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vocalization

Laysan Albatrosses Nest at Midway Atoll

Midway Atoll is the winter home of nearly a million nesting albatrosses. Laysan Albatrosses return to Midway in November to breed. Roughly 450,000 pairs wedge their way into a scant 2½ square miles of land surface. And why do Laysans nest in winter? Well, the big birds forage mostly at night, so... read more »

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Topics & Themes:  breeding display, nesting, vocalization

Owls Vocalizing in Fall

Why do owls ramp up their territorial calls during fall while most songbirds have already ramped down? read more »

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What the Pacific Wren Hears

What does the Pacific Wren hear in a song? It's a long story. What we hear as a blur of sound, the bird hears as a precise sequence of sounds, the visual equivalent of seeing a movie as a series of still pictures. That birds can hear the fine structure of song so acutely allows them to convey... read more »

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Topics & Themes:  vocalization

Shakespeare's Lark and Nightingale with Rod Molzahn

Birds play important roles in many of Shakespeare’s plays. In Romeo and Juliet, the Lark sings at dawn and the Nightingale’s song fills the evening. At a moment of great peril, the Lark warns the lovers their time is short. Both the Skylark and the Nightingale are nondescript birds – but their... read more »

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Topics & Themes:  language, vocalization

Songs and Calls - They're Not the Same

To our ear, the haunting song of this Hermit Thrush is musical, even ethereal. To another Hermit Thrush, the song signals that a male is laying claim to a territory and seeking a mate. These thrushes, like other songbirds, broadcast a variety of calls. Call notes can signal many things – alarm at... read more »

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Topics & Themes:  vocalization

Three Buntings - Indigo, Lazuli, and Painted

Each spring and summer, Indigo Buntings sing their buzzy, jumbled songs from brushy edges throughout the Eastern US. West of the Rockies, a different bunting sings his song. Named for the gemstone lapis lazuli, a male Lazuli Bunting shimmers an iridescent azure. He looks as if he might have been... read more »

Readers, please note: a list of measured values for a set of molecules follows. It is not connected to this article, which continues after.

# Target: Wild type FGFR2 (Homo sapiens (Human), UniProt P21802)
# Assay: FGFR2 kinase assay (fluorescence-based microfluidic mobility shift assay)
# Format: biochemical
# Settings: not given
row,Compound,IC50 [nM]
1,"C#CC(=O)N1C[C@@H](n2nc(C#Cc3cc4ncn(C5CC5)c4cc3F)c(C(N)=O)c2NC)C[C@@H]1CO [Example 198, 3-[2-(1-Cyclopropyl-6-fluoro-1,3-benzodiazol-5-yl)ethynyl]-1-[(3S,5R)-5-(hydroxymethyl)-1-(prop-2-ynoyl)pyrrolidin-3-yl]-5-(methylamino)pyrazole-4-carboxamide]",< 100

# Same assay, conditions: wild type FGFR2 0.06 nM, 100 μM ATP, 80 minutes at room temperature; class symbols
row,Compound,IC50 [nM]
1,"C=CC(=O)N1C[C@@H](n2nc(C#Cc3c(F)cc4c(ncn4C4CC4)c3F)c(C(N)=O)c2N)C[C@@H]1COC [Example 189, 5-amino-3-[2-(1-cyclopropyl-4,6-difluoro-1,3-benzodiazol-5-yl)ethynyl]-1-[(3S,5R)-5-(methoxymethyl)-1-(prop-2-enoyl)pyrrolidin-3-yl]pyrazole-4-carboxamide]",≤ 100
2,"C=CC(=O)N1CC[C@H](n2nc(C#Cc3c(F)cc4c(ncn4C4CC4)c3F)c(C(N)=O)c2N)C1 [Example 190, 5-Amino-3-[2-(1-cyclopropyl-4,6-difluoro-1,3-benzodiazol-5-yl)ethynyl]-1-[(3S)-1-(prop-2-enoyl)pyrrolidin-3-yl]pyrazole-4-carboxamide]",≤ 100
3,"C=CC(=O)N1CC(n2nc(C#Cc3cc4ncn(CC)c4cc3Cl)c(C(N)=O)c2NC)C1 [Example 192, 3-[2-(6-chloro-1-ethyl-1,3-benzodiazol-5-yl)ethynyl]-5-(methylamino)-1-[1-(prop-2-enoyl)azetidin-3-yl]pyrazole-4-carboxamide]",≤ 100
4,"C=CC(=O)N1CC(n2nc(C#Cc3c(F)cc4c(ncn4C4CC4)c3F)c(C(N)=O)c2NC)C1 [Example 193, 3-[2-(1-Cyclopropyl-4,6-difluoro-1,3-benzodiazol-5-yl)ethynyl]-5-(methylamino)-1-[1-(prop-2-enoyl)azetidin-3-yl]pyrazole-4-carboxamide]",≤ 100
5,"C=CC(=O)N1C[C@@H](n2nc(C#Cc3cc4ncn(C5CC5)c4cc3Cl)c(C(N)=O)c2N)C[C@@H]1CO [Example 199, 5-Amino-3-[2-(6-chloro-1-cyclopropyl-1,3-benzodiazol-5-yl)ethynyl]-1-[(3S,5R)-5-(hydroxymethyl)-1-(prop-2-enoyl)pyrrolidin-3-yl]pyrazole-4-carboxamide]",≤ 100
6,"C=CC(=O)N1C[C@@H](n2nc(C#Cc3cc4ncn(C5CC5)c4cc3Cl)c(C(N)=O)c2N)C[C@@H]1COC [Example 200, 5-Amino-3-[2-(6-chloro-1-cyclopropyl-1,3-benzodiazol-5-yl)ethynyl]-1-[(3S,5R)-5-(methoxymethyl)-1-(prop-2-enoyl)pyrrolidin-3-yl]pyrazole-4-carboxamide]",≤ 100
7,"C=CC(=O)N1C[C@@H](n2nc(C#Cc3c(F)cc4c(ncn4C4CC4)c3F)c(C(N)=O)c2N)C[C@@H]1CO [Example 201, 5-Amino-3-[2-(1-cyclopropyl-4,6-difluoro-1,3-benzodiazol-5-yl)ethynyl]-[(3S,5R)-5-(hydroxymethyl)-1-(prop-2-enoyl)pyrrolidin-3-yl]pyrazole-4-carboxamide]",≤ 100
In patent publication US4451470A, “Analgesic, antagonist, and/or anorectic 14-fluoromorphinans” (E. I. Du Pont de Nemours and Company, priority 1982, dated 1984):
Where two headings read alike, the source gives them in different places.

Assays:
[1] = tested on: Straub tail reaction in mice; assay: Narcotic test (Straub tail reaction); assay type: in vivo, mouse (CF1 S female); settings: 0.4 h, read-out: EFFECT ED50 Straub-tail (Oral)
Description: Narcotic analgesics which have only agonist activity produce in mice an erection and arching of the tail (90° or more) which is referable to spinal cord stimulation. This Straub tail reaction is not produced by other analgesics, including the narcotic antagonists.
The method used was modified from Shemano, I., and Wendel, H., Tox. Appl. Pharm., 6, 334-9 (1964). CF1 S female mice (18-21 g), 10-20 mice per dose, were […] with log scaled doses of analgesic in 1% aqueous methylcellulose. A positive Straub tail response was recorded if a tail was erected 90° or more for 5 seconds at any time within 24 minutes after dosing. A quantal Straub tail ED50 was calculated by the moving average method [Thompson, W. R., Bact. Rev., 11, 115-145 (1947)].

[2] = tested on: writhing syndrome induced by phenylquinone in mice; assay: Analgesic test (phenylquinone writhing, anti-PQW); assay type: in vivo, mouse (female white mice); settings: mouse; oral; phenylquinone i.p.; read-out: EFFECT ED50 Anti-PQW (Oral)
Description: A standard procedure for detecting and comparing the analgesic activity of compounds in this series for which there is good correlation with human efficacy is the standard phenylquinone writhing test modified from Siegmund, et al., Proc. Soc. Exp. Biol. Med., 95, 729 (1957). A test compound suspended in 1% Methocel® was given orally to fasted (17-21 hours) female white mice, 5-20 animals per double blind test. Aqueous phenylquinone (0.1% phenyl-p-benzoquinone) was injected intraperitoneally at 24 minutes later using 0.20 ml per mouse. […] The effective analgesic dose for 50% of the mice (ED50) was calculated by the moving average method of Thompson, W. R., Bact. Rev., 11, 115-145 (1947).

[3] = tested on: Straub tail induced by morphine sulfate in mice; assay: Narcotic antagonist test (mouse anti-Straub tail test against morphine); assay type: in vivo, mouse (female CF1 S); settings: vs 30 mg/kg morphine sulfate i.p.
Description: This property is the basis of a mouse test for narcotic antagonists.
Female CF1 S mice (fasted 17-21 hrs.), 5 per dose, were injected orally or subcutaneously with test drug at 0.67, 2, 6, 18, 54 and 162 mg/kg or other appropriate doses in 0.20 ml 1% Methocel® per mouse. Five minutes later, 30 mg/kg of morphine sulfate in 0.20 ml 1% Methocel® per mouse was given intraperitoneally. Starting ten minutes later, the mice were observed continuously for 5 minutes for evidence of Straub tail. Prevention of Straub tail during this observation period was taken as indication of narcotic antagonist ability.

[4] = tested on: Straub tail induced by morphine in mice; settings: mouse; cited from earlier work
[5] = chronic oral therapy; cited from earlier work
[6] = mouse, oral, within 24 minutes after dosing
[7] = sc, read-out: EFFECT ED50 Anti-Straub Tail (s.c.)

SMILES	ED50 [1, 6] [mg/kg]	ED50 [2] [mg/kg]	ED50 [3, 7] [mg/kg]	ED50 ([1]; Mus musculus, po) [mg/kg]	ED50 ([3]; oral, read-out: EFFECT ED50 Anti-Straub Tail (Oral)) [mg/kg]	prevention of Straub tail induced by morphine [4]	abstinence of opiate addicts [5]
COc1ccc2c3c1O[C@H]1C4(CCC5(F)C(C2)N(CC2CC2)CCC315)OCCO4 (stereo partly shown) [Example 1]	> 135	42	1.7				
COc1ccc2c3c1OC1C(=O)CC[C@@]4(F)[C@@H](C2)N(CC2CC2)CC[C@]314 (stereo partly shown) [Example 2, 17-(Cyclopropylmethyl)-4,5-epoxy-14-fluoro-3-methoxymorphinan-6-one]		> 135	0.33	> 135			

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Topics & Themes:  plumage, vocalization

Swainson's Warbler

On a fine May morning in Great Smoky Mountains National Park, a song issues from within a rhododendron thicket. It's a Swainson's Warbler — one of North America's shyest birds. These birds forage quietly on the ground, flipping over leaves to expose and capture insects. They scurry away, calling... read more »

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Topics & Themes:  vocalization

Bird Songs Reflect the Environment

Different sounds travel better in different environments. The explosive notes of a Marsh Wren carry well through thick vegetation. A Common Yellowthroat's choppy, repetitive song rattles right through a stand of cattails. An Olive-sided Flycatcher sings from atop a tall tree, its song carrying at... read more »

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The Savvy Wren

Because many birds are largely silent in winter, it may seem that they have left us. But many remain, and even the shy and secretive sometimes reveal themselves. A Winter Wren may dart from hiding to grab a meal. The Winter Wren of the East and the Pacific Wren of the West are tiny woodland birds... read more »

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Topics & Themes:  birdwatching, reflection, vocalization

Silly Willow Ptarmigan

Some bird songs leave us in admiration of their beauty, some with a sense of wonder at their complexity—and others are downright comical. As a maker of silly sounds, the male Willow Ptarmigan beats the Three Stooges hands down. But these sounds are no laughing matter. Where it nests in the... read more »

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Topics & Themes:  humor, vocalization

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